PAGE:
-cultural developments
first stone tool - Oldowan
acheulean hand axe (Homo erectus)
controlled fire (Homo erectus)
hunting & meat eating (Homo erectus)
3) Middle Palaeolithic: 500,000-40,000 YA (Africa, W. Asia & Europe)
-describes the peoples & cultures associated with Homo sapiens,
Homo heidelbergensis & Neanderthals
-advances in lithic technology
-extended territories into northern latitudes
-suggestion of deliberate human burials, art & jewelry
-evidence of finely crafted spears
4) Upper Palaeolithic: 40,000-12,000 YA (mostly Europe)
-mostly Homo sapiens sapiens
-extinction of Neanderthals
-continued advances in technology
-undisputed evidence of deliberate human burial & art
-spear thrower
-hunting large animals
Subsistence & Diet:
reconstruct prehistoric diets by finding plants & animal remains in good
cultural contexts, showing evidence of cooking, butchery, etc.
chemical analysis of food residue left on artifacts
examining isotopes of elements in human skeletons
coprolites: preserved human feces
early members of Homo likely depended on plant foods
~2.5 MYA bones & tools indicate that meat eating became important
Homo habilis is associated with early bones & tools
scavenging hypothesis: our ancestors transitioned to hunting via a
period of scavenging
significance of meat & hunting increased with Homo erectus
persistence hunting: chasing animals until they died from exhaust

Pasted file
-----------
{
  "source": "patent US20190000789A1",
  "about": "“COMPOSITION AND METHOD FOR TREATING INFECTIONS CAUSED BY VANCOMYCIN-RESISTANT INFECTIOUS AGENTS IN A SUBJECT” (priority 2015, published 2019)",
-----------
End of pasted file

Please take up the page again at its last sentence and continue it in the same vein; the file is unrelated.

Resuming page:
popular hypothesis that cooking was the driving force of human evolutions
Social Systems:
inferences about the # & organization of people living during the
Palaeolithic is based on analogy with nonhuman primates & human
foragers of recent times, & archaeological evidence
suggests that groups of 25-30 people was common
membership was fluid (people would come & go)
groups were exogamous (would find mating partners from other groups)
no groups lived in isolation
little evidence of social stratification
groups were mostly egalitarian
division of labour based on sex
Controlling Fire:
one of the most important achievements in human culture development
provides warmth, light, protection, enhances diet & provides a focus for
social interaction
enabled more food to be eaten & increased nutritional value of some
increased practices that required or were enabled by light
enabled the expansion into territories other wise to cold
enabled advancements in technology
used in subsistence activities
Anthropology Chapter 5 - Human Cultural Evolution - 2.5 Million to 20,000 Years Ago